Why I Quit Facebook

Caucasian woman using cell phone in bed

Firstly, Facebook’s privacy policies are the very least of my concerns. I’m fairly transparent on the Web anyway and all a person has to do to discover all my skeletons is Google me. And this applies to all who choose to “go digital.” I have no qualms about posting my address or my phone number or my email. I don’t care if someone is tracking my every movement on the Internet (they’ll soon learn that there’s nothing overly exciting or blackmail worthy). I have blogs, Web Pages, personal domains, profiles, and a public LinkedIn Profile.
Why don’t I care? Because I understand leverage. I’m leveraging my privacy for the privilege of connecting by using some web service or application like Facebook,
So, if privacy is not it, what is?
Over the past year, I had become increasingly fixated on my digital life. My passion for writing, speaking, and networking makes digital platforms an important part of my life. But it got to the point where the need to know what everyone was up to and to comment with lengthy dissertations was becoming an addiction. They were becoming a constant interruption in my life. I was being distracted by the urgent and neglecting the priorities.
I recently heard an awesome talk on habits formed through Dopamine dependence by Lee Wong at City Church that nailed it for me. Our brain produces Dopamine that gives us a natural euphoria and sense if well being. Whenever we trigger a favorable stimulus to our senses, natural or artificial, the brain produces the Dopamine which takes us to a happy place. The problem is that overdoses desensitize us to the stimulus, resulting in a craving for larger quantities. Thus addiction, or dependency. Facebook is like digital dope and I was overdosing. Every time I checked my  status updates on Facebook, my brain was rewarding itself with Dopamine; when I wasn’t, and Dopamine levels dropped as a result, I deliberately went on a hunt for a spot to make a “like worthy” comment, (even if I was the only one wFB_Drugho liked it). Pretty soon more and more activity is needed to produce the same level of Dopamine! Digital Addiction!
So I quit. Cold turkey.I logged myself out of Facebook. I deleted the application from my phone. I cut myself off…again.
This relief from constant updates has been liberating to say the least. I have a fresh perspective on how entangled with digital ones life can become and how that entanglement can have physical impact on body and self.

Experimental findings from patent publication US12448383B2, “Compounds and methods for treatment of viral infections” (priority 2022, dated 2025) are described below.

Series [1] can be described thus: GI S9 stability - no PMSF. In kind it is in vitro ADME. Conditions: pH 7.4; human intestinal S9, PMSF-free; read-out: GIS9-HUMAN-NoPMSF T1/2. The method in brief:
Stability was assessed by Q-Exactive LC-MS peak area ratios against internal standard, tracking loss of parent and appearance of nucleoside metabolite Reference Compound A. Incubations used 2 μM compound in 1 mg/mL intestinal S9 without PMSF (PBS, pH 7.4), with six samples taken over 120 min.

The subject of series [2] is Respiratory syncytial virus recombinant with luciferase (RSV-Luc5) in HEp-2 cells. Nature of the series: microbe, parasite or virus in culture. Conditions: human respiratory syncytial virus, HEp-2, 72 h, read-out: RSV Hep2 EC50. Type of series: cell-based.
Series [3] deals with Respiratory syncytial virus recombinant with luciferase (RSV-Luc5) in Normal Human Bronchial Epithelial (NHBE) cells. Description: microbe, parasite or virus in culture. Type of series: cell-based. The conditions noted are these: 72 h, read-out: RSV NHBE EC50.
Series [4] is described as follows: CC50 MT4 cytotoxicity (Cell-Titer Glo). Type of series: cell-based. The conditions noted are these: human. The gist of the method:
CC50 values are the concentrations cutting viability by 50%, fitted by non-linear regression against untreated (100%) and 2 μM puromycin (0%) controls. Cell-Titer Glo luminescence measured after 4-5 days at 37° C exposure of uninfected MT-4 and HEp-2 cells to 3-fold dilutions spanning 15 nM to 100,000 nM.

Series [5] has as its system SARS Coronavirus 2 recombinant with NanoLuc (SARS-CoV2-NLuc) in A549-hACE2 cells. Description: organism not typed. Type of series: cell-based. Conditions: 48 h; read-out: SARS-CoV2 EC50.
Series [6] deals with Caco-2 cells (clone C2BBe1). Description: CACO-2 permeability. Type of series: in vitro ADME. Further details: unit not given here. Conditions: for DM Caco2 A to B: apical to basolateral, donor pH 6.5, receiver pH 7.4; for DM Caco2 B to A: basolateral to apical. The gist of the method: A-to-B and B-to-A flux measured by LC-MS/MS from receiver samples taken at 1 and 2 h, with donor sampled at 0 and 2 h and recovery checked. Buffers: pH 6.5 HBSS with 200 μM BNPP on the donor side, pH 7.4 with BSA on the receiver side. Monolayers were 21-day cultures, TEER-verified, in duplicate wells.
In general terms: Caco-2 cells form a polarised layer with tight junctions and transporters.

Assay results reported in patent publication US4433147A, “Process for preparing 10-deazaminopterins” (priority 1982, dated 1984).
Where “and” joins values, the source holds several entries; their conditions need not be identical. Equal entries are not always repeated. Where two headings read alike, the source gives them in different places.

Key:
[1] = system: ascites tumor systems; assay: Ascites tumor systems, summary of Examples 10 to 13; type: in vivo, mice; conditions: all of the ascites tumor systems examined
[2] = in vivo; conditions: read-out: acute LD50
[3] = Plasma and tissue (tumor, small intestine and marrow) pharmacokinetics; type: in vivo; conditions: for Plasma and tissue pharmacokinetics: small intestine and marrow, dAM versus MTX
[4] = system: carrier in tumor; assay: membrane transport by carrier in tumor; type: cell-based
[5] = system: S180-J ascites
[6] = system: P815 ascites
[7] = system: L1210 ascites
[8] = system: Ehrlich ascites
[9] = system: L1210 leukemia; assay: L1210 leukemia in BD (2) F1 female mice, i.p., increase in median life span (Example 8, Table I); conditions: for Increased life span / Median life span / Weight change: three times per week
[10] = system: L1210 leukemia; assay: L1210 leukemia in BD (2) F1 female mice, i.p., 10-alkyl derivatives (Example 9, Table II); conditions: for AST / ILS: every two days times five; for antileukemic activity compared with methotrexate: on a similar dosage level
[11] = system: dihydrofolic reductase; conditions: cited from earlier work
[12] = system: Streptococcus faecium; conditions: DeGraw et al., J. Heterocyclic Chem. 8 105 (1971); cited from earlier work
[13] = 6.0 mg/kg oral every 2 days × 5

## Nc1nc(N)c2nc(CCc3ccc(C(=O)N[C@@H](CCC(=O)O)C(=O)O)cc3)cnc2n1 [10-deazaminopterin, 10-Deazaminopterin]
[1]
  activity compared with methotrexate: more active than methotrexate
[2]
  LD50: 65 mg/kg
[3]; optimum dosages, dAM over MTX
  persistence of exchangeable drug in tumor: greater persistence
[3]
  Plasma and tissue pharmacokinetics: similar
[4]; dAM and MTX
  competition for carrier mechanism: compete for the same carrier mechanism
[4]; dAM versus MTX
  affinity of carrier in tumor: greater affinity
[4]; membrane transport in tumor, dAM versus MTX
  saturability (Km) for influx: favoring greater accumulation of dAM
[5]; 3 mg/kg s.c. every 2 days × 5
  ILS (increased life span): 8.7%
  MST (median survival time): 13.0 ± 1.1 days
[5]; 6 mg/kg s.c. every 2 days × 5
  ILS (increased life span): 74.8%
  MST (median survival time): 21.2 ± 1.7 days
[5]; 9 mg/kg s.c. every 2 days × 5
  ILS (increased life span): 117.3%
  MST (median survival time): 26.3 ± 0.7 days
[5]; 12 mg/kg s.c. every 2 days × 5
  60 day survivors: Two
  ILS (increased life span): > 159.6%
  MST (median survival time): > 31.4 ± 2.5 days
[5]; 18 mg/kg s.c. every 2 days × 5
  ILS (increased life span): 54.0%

Why just Facebook and not Twitter and linked in? Because the latter are generally anonymous followers or business network associates. Facebook on the other hand are friends and family whose comment or “like” matter! They either lift me up or bring me down…Just like dope!
The glaring truth that hits me out of this is that my dear one’s assessment of my being morbidly narcissistic is right on the money and is a glaring commentary on the state of our humanness in the Information Age! Outside of a very small group of friends and family, why do I want people to know what’s happening in my life? With my children’s lives? Because I want them to pay attention to me, to “like” me, that’s why.
Perhaps I’m the exception and Facebook doesn’t have the same effect on you. Some people do stick to good, productive, healthy association, but for the most part, it’s all the same—status post after status post about themselves and their kids. And I’d venture to guess that many are checking these status updates more often than they realize, a clear sign that you need to check, just like you might need another candy, cigarette, cup of coffee, or another drink.
I’m certainly not going to suggest that we all jump off Facebook and other social networks. What I would suggest is that we prioritize our life by setting some boundaries and guidelines to lessen the addictive hold that digital can have on us:
Here are some tips I found on line.
Keep yourself logged out. If you aren’t logged into the social network all the time then it becomes harder to check. It creates a natural barrier to staying connected all the time. Don’t even let your browser save your username and password. Force yourself to type it in every time.
Set yourself some times when you’ll check and interact with Facebook and then don’t check it otherwise. Boundaries are much easier to set when you aren’t always logged in.
Reduce network size. Part of the problem with “digital addiction” is the volume of updates. When your network gets particularly large, it’s easier to feed the addictive need of having to check all the time. Reduce the number of people and reduce the number of updates that you’re receiving.
Will I ever return to Facebook? Maybe. Once the dust settles and I’m finished with a “digital detox.” But for now? The little blue thumb is off limits!
Category: Just Sayin'
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2 Responses
  1. pheonixjwJen says:

    Why would you go back?

  2. Great question. Grandkids 😉

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